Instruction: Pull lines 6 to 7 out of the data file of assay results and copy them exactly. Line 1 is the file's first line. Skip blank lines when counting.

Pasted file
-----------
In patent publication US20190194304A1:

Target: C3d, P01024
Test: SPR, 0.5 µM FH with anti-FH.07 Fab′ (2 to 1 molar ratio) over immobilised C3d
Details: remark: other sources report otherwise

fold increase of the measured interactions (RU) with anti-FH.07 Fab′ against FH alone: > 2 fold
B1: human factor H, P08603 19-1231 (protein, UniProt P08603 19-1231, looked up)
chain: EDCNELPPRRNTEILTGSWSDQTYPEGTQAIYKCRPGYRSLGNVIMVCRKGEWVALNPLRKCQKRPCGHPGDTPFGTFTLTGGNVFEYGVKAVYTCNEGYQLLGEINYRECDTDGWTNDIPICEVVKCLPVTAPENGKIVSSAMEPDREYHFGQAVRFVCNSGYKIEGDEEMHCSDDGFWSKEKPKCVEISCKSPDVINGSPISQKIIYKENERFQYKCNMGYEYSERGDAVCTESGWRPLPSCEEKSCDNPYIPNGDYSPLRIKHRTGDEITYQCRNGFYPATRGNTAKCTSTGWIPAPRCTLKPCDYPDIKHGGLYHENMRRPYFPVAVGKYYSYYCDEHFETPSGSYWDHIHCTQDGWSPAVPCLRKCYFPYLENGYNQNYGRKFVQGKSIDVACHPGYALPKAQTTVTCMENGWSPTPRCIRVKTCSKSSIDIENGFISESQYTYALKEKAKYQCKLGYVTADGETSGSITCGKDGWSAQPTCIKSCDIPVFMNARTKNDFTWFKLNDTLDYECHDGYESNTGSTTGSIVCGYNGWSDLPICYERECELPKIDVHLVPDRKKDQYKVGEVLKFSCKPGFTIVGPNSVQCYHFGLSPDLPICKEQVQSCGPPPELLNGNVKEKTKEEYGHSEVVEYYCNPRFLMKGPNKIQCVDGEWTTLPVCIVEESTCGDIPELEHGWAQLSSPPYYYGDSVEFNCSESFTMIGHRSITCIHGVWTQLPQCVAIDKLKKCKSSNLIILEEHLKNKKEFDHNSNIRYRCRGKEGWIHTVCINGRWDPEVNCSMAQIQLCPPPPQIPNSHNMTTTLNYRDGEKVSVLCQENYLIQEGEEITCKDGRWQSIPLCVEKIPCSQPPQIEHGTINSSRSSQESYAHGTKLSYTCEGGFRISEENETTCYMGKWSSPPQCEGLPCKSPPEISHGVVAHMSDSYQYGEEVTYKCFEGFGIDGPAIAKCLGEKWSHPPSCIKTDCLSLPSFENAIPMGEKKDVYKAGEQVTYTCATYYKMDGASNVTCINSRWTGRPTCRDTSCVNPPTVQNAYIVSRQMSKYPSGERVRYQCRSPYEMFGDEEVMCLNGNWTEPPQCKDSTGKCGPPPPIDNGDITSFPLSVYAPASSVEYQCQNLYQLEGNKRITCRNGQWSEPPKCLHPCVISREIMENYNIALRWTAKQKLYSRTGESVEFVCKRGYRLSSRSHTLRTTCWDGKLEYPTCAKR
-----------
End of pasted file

B1: human factor H, P08603 19-1231 (protein, UniProt P08603 19-1231, looked up)
chain: EDCNELPPRRNTEILTGSWSDQTYPEGTQAIYKCRPGYRSLGNVIMVCRKGEWVALNPLRKCQKRPCGHPGDTPFGTFTLTGGNVFEYGVKAVYTCNEGYQLLGEINYRECDTDGWTNDIPICEVVKCLPVTAPENGKIVSSAMEPDREYHFGQAVRFVCNSGYKIEGDEEMHCSDDGFWSKEKPKCVEISCKSPDVINGSPISQKIIYKENERFQYKCNMGYEYSERGDAVCTESGWRPLPSCEEKSCDNPYIPNGDYSPLRIKHRTGDEITYQCRNGFYPATRGNTAKCTSTGWIPAPRCTLKPCDYPDIKHGGLYHENMRRPYFPVAVGKYYSYYCDEHFETPSGSYWDHIHCTQDGWSPAVPCLRKCYFPYLENGYNQNYGRKFVQGKSIDVACHPGYALPKAQTTVTCMENGWSPTPRCIRVKTCSKSSIDIENGFISESQYTYALKEKAKYQCKLGYVTADGETSGSITCGKDGWSAQPTCIKSCDIPVFMNARTKNDFTWFKLNDTLDYECHDGYESNTGSTTGSIVCGYNGWSDLPICYERECELPKIDVHLVPDRKKDQYKVGEVLKFSCKPGFTIVGPNSVQCYHFGLSPDLPICKEQVQSCGPPPELLNGNVKEKTKEEYGHSEVVEYYCNPRFLMKGPNKIQCVDGEWTTLPVCIVEESTCGDIPELEHGWAQLSSPPYYYGDSVEFNCSESFTMIGHRSITCIHGVWTQLPQCVAIDKLKKCKSSNLIILEEHLKNKKEFDHNSNIRYRCRGKEGWIHTVCINGRWDPEVNCSMAQIQLCPPPPQIPNSHNMTTTLNYRDGEKVSVLCQENYLIQEGEEITCKDGRWQSIPLCVEKIPCSQPPQIEHGTINSSRSSQESYAHGTKLSYTCEGGFRISEENETTCYMGKWSSPPQCEGLPCKSPPEISHGVVAHMSDSYQYGEEVTYKCFEGFGIDGPAIAKCLGEKWSHPPSCIKTDCLSLPSFENAIPMGEKKDVYKAGEQVTYTCATYYKMDGASNVTCINSRWTGRPTCRDTSCVNPPTVQNAYIVSRQMSKYPSGERVRYQCRSPYEMFGDEEVMCLNGNWTEPPQCKDSTGKCGPPPPIDNGDITSFPLSVYAPASSVEYQCQNLYQLEGNKRITCRNGQWSEPPKCLHPCVISREIMENYNIALRWTAKQKLYSRTGESVEFVCKRGYRLSSRSHTLRTTCWDGKLEYPTCAKR